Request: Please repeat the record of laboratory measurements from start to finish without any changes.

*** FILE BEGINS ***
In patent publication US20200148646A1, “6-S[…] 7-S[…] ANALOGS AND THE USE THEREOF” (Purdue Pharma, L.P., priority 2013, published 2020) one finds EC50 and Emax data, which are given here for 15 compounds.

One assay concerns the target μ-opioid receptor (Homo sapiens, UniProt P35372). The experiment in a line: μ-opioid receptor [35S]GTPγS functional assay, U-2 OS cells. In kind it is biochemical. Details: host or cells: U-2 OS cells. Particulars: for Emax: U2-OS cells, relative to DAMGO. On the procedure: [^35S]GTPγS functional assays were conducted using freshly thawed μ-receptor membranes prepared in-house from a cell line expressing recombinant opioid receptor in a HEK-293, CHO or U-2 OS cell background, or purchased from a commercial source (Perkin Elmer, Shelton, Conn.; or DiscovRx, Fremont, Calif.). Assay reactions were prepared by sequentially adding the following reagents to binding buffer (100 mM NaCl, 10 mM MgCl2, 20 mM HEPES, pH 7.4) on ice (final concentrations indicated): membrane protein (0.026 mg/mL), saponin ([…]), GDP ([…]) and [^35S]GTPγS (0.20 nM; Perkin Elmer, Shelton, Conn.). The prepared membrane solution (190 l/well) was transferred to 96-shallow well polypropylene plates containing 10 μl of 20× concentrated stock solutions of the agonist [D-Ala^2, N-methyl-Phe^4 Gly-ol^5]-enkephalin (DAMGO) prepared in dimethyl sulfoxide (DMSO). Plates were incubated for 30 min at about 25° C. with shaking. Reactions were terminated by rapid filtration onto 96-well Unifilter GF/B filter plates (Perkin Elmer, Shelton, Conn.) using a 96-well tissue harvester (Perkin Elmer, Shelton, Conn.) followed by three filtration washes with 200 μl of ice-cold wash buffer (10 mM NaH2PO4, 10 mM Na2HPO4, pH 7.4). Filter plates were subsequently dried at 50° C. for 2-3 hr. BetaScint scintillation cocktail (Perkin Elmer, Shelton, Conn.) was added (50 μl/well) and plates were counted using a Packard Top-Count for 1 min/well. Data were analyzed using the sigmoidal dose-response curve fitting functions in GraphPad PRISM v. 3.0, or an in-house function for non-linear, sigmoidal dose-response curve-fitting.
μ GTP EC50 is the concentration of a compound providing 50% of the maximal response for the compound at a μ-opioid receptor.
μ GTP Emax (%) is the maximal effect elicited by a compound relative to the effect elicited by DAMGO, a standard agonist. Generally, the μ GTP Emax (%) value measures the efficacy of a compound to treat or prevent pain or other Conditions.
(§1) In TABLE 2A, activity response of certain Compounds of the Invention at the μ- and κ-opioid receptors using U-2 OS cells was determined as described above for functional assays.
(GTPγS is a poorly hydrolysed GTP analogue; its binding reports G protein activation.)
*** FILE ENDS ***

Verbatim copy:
In patent publication US20200148646A1, “6-S[…] 7-S[…] ANALOGS AND THE USE THEREOF” (Purdue Pharma, L.P., priority 2013, published 2020) one finds EC50 and Emax data, which are given here for 15 compounds.

One assay concerns the target μ-opioid receptor (Homo sapiens, UniProt P35372). The experiment in a line: μ-opioid receptor [35S]GTPγS functional assay, U-2 OS cells. In kind it is biochemical. Details: host or cells: U-2 OS cells. Particulars: for Emax: U2-OS cells, relative to DAMGO. On the procedure: [^35S]GTPγS functional assays were conducted using freshly thawed μ-receptor membranes prepared in-house from a cell line expressing recombinant opioid receptor in a HEK-293, CHO or U-2 OS cell background, or purchased from a commercial source (Perkin Elmer, Shelton, Conn.; or DiscovRx, Fremont, Calif.). Assay reactions were prepared by sequentially adding the following reagents to binding buffer (100 mM NaCl, 10 mM MgCl2, 20 mM HEPES, pH 7.4) on ice (final concentrations indicated): membrane protein (0.026 mg/mL), saponin ([…]), GDP ([…]) and [^35S]GTPγS (0.20 nM; Perkin Elmer, Shelton, Conn.). The prepared membrane solution (190 l/well) was transferred to 96-shallow well polypropylene plates containing 10 μl of 20× concentrated stock solutions of the agonist [D-Ala^2, N-methyl-Phe^4 Gly-ol^5]-enkephalin (DAMGO) prepared in dimethyl sulfoxide (DMSO). Plates were incubated for 30 min at about 25° C. with shaking. Reactions were terminated by rapid filtration onto 96-well Unifilter GF/B filter plates (Perkin Elmer, Shelton, Conn.) using a 96-well tissue harvester (Perkin Elmer, Shelton, Conn.) followed by three filtration washes with 200 μl of ice-cold wash buffer (10 mM NaH2PO4, 10 mM Na2HPO4, pH 7.4). Filter plates were subsequently dried at 50° C. for 2-3 hr. BetaScint scintillation cocktail (Perkin Elmer, Shelton, Conn.) was added (50 μl/well) and plates were counted using a Packard Top-Count for 1 min/well. Data were analyzed using the sigmoidal dose-response curve fitting functions in GraphPad PRISM v. 3.0, or an in-house function for non-linear, sigmoidal dose-response curve-fitting.
μ GTP EC50 is the concentration of a compound providing 50% of the maximal response for the compound at a μ-opioid receptor.
μ GTP Emax (%) is the maximal effect elicited by a compound relative to the effect elicited by DAMGO, a standard agonist. Generally, the μ GTP Emax (%) value measures the efficacy of a compound to treat or prevent pain or other Conditions.
(§1) In TABLE 2A, activity response of certain Compounds of the Invention at the μ- and κ-opioid receptors using U-2 OS cells was determined as described above for functional assays.
(GTPγS is a poorly hydrolysed GTP analogue; its binding reports G protein activation.)